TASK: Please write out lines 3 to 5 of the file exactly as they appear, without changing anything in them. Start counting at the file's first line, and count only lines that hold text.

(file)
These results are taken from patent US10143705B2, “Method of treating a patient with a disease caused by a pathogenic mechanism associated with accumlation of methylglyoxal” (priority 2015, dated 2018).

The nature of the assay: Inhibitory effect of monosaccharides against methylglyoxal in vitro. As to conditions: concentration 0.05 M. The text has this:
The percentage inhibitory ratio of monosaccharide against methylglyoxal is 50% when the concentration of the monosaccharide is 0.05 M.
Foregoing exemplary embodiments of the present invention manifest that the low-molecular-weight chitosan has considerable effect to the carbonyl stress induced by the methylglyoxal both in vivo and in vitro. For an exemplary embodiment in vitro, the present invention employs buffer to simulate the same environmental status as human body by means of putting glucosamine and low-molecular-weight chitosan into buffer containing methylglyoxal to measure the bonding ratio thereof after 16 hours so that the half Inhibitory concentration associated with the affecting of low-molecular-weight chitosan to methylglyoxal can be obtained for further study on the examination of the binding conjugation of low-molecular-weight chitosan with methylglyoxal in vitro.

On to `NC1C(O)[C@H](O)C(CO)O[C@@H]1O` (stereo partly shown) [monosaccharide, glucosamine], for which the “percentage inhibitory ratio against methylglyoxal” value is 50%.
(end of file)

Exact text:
The percentage inhibitory ratio of monosaccharide against methylglyoxal is 50% when the concentration of the monosaccharide is 0.05 M.
Foregoing exemplary embodiments of the present invention manifest that the low-molecular-weight chitosan has considerable effect to the carbonyl stress induced by the methylglyoxal both in vivo and in vitro. For an exemplary embodiment in vitro, the present invention employs buffer to simulate the same environmental status as human body by means of putting glucosamine and low-molecular-weight chitosan into buffer containing methylglyoxal to measure the bonding ratio thereof after 16 hours so that the half Inhibitory concentration associated with the affecting of low-molecular-weight chitosan to methylglyoxal can be obtained for further study on the examination of the binding conjugation of low-molecular-weight chitosan with methylglyoxal in vitro.

On to `NC1C(O)[C@H](O)C(CO)O[C@@H]1O` (stereo partly shown) [monosaccharide, glucosamine], for which the “percentage inhibitory ratio against methylglyoxal” value is 50%.